Last October 6th, two metropolitan traffic guards prevented a woman from jumping off a pedestrian bridge in southern Quito; three weeks later, another agent prevented a man from jumping into the Chiche River, in Puembo, northeast of the capital. Near that parish, in Pifo, a few days later, two children were found dead from poisoning and their mother was taken to a hospital after she tried to commit suicide with chemical substances.
In these stories, tragedy could be avoided. However, there are others that did not face the same fate. According to the statistics of the ECU911, since the beginning of the pandemic last March, thru November 3rd, 220 suicides and 429 alerts for suicide attempts were reported.
Many of the reported suicides were registered in Guayaquil (34 cases). In Quito there were 13; Santo Domingo, 12; Machala, 11; Ambato, 9; and in the rest of the cantons 141.
Regarding the attempts, the highest number of alerts originated in Quito (47 cases), Cuenca (44) and Guayaquil (37).
The director of ECU911, Juan Zapata, regretted these events and explained that in many cases, a tragedy was avoided thanks to video surveillance cameras, emergency calls and the intervention of the guards.
However, the databases managed by the National Police show a more complex situation. Information provided by the National Directorate of Crimes against Life (Dinased) shows that between January 1 and October 28 of this year, there were 978 suicides nationwide.
That means Ecuador’s suicide rate rose in the pandemic to 8.67/100,000; that’s up dramatically from its 2016 rate of 7.1/100000, which ranked it at 116 out of 183 on the list of suicides by country in that year.
District General Fausto Olivo Cerda, National Director of Dinased said that of the suicides committed in the year, 90% were caused by emotional problems and domestic violence.
Of this total, emotional problems accounted for 350 cases. Domestic violence and family conflicts were involved in321 cases, and economic crises led to 106 suicides. Eight out of ten used hanging and/or the use of chemicals.
By age, the segment with the highest number of suicides was that of adults aged 30 to 65 years (413 cases). It was followed by young people from 18 to 30 years old (315), older adults over 65 years old (121), adolescents from 12 to 18 years old (111) and children up to 12 years old (18). Regarding gender, 191 suicides correspond to women and 787 to men.
Quito and Guayaquil accounted for 30% of the cases, surpassing entire provinces, such as Azuay or Manabí, among the most populated. The trend between the two cities, however, is the reverse: while there were 28 fewer cases in the capital than in the same period of 2019, ten more were reported in the port city, according to Dinased data.
Clinical psychologist Priscila Narváez highlighted the statistics of suicides of men and women (a ratio of 4 to 1), because, she maintains, it is crossed by a cultural problem.
“Men, on average, don’t communicate their emotions as much as women. Culturally, since children they are told “don’t cry, you’re a man” and that kind of thing makes serious differences,” she said.
Each segment has its own reality and it is a delicate subject to approach simplifying it, she added. “We must forget that taboo that a suicide attempt is only to attract attention, when, in reality, it is a symptom of serious problems, which requires a joint solution, from the closest beings of those who are going through this problem.”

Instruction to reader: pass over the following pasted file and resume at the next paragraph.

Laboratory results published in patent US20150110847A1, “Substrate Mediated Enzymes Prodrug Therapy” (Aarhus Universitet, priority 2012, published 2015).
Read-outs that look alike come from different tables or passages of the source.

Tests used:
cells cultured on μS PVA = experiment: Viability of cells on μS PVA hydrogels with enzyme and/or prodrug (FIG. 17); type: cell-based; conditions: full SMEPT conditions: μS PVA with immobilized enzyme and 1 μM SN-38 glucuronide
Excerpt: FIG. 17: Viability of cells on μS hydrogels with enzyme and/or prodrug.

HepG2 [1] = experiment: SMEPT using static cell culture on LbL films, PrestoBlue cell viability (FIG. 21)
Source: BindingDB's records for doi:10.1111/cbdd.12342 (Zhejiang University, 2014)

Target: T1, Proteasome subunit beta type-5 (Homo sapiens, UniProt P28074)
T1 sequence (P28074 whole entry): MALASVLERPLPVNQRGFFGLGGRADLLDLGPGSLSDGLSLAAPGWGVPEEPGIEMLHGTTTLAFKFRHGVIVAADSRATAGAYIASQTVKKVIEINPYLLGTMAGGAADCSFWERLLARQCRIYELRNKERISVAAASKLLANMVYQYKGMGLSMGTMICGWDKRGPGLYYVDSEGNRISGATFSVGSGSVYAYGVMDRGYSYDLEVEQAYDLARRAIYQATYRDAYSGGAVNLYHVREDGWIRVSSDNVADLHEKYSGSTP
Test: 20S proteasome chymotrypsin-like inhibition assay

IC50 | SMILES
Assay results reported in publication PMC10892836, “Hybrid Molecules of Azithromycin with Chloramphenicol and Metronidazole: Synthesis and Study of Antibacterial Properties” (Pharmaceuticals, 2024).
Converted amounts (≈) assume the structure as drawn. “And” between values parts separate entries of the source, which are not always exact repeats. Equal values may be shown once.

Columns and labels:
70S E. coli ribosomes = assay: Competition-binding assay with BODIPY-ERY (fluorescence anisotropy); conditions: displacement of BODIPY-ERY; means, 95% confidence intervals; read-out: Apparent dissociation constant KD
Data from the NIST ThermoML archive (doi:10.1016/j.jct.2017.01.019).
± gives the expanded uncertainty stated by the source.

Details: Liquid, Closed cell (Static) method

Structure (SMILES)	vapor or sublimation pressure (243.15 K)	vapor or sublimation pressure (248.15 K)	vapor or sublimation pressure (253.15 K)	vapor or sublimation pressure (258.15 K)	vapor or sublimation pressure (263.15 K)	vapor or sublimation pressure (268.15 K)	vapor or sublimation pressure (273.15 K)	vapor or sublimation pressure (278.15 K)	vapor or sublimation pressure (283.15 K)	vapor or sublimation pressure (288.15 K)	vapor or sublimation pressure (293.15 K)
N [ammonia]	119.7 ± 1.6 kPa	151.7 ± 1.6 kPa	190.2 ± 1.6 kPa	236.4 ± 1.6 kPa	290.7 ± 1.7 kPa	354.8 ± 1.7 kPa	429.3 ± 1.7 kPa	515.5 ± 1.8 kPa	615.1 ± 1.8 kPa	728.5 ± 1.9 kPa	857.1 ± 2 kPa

Christopher, who lives in Tumbaco and asked to keep his last name confidential, said that in 2020 when he turned 27, he wanted to commit suicide. He had lost his mother, his debts got out of hand, he got divorced and had to separate from his daughter.
“In those days, while in my car, I thought about driving into the ravine or getting under a trailer, but when I was about to do it, I thought about my daughter and I was afraid. I stopped at the last minute.”
However, he never wanted to approach any health professional and has preferred to keep that experience a confidential matter.
According to suicide prevention specialists, if relatives get a sense that someone close to them is even considering the idea of taking their own life, they should contact authorities as soon as possible, so that interventions can be made, and so that the person can be put in touch with someone whom they can openly express themselves to, without out fear of stigmatization.
Educational psychologist Ana Castro says that people are prone to extreme decisions when they do not know how to handle frustration or a serious inconvenience. She pointed out, for example, that in these times of pandemic there is great pressure on children and young people, since confinement does not allow them to socialize beyond contact through the screen.
“That tires, stresses, saturates, causes eye pain … If we add the lack of physical activity, they go into depression. Although there are people with good hearts who try to intervene when they see a person who wants to jump from somewhere, the government does not have major actions or information campaigns or emotional well-being,” she added.
There are several initiatives to report and give assistance in cases of suicides or to give alerts and avoid these tragedies.
The Ministry of Health has enabled a telephone channel for psychological care through number 171, option 6.
In Guayaquil, there is a free service open during the COVID-19 emergency, run by professionals in psychology. The number for this free service is 043 72 7830 and it connects to the ECU911 of Guayaquil.
In the Municipality of Quito, you can contact the Comprehensive System for the Prevention of Addictions of Quito, at 0984831128. The Telephone Friend service is also available by calling 022 90 6030 or 022 90 6060.